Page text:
4. Was method of handling withdrawals described? Yes
  4.1. Were follow-up methods described and the same for all groups? Yes
  4.2. Was the number, characteristics of withdrawals (i.e., dropouts, lost to follow up, attrition rate) and/or response rate (cross-sectional studies) described for each group? (Follow up goal for a strong study is 80%.) Yes
  4.3. Were all enrolled subjects/patients (in the original sample) accounted for? ???
  4.4. Were reasons for withdrawals similar across groups? ???
  4.5. If diagnostic test, was decision to perform reference test not dependent on results of test under study? ???
5. Was blinding used to prevent introduction of bias? No
  5.1. In intervention study, were subjects, clinicians/practitioners, and investigators blinded to treatment group, as appropriate? No
  5.2. Were data collectors blinded for outcomes assessment? (If outcome is measured using an objective test, such as a lab value, this criterion is assumed to be met.) No
  5.3. In cohort study or cross-sectional study, were measurements of outcomes and risk factors blinded? ???
  5.4. In case control study, was case definition explicit and case ascertainment not influenced by exposure status? ???
  5.5. In diagnostic study, were test results blinded to patient history and other test results? ???
6. Were intervention/therapeutic regimens/exposure factor or procedure and any comparison(s) described in detail? Were interveningfactors described? Yes
  6.1. In RCT or other intervention trial, were protocols described for all regimens studied? Yes
  6.2. In observational study, were interventions, study settings, and clinicians/provider described? ???
  6.3. Was the intensity and duration of the intervention or exposure factor sufficient to produce a meaningful effect? Yes
  6.4. Was the amount of exposure and, if relevant, subject/patient compliance measured? No
  6.5. Were co-interventions (e.g., ancillary treatments, other therapies) described? Yes
  6.6. Were extra or unplanned treatments described? ???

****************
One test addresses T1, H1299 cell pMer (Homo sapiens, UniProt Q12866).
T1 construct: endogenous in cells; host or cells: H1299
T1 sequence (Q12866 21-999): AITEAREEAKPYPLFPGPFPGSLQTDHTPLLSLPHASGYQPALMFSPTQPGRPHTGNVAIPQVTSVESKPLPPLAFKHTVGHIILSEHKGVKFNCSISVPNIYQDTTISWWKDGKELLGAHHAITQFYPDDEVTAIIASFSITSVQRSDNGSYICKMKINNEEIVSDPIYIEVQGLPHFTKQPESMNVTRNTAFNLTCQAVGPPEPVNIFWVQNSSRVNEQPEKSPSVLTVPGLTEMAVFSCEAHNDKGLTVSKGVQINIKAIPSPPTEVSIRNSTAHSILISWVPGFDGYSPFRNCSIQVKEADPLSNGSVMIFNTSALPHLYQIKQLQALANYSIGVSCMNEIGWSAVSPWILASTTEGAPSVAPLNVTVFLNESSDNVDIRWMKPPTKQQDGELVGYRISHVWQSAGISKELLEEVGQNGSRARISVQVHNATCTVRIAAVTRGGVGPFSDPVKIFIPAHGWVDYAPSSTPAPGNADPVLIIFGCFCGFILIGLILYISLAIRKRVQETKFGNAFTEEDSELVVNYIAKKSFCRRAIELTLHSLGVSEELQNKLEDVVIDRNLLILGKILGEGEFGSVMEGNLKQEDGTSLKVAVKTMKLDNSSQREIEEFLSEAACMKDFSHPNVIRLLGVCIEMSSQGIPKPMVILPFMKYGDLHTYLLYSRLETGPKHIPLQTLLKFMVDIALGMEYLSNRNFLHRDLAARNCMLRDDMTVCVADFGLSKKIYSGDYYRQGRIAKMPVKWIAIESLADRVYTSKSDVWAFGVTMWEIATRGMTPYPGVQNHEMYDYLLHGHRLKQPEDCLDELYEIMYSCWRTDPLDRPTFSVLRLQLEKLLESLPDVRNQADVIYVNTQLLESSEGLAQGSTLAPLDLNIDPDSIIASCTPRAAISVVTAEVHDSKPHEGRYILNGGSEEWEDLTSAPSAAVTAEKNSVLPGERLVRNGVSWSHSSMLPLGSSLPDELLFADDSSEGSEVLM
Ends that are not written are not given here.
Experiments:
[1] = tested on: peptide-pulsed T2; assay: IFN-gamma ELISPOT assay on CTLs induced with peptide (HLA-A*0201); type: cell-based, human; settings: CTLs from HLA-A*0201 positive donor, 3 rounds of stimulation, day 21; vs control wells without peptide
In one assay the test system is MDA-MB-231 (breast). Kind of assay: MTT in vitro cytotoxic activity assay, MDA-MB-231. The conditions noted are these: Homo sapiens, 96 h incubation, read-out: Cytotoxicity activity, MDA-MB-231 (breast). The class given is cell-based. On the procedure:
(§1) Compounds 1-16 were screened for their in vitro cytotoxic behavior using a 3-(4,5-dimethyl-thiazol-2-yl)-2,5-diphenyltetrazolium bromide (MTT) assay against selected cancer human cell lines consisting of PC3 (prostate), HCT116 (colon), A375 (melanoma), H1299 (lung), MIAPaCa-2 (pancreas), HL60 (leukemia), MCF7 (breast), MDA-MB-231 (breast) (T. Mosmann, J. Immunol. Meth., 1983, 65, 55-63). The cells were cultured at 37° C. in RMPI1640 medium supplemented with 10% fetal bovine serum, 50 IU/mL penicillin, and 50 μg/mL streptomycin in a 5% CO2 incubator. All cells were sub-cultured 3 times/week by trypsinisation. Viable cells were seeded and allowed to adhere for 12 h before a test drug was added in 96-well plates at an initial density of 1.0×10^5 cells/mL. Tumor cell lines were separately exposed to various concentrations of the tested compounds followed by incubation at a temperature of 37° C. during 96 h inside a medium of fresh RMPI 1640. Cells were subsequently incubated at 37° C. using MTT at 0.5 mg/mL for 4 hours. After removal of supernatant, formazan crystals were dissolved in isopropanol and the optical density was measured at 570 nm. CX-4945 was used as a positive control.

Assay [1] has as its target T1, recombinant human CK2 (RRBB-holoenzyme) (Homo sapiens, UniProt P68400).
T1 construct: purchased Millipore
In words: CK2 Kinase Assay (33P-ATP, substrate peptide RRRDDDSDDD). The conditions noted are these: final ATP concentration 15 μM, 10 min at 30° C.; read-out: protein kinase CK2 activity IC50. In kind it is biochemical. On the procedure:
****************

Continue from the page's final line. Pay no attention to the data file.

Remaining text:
6.7. Was the information for 6.4, 6.5, and 6.6 assessed the same way for all groups? ???
  6.8. In diagnostic study, were details of test administration and replication sufficient? ???
7. Were outcomes clearly defined and the measurements valid and reliable? Yes
  7.1. Were primary and secondary endpoints described and relevant to the question? Yes
  7.2. Were nutrition measures appropriate to question and outcomes of concern? Yes
  7.3. Was the period of follow-up long enough for important outcome(s) to occur? Yes
  7.4. Were the observations and measurements based on standard, valid, and reliable data collection instruments/tests/procedures? Yes
  7.5. Was the measurement of effect at an appropriate level of precision? Yes
  7.6. Were other factors accounted for (measured) that could affect outcomes? Yes
  7.7. Were the measurements conducted consistently across groups? Yes
8. Was the statistical analysis appropriate for the study design and type of outcome indicators? Yes
  8.1. Were statistical analyses adequately described and the results reported appropriately? Yes
  8.2. Were correct statistical tests used and assumptions of test not violated? Yes
  8.3. Were statistics reported with levels of significance and/or confidence intervals? Yes
  8.4. Was "intent to treat" analysis of outcomes done (and as appropriate, was there an analysis of outcomes for those maximally exposed or a dose-response analysis)? No
  8.5. Were adequate adjustments made for effects of confounding factors that might have affected the outcomes (e.g., multivariate analyses)? Yes
  8.6. Was clinical significance as well as statistical significance reported? Yes
  8.7. If negative findings, was a power calculation reported to address type 2 error? ???
9. Are conclusions supported by results with biases and limitations taken into consideration? Yes
  9.1. Is there a discussion of findings? Yes
  9.2. Are biases and study limitations identified and discussed? Yes
10. Is bias due to study's funding or sponsorship unlikely? Yes
  10.1. Were sources of funding and investigators' affiliations described? Yes
  10.2. Was the study free from apparent conflict of interest? Yes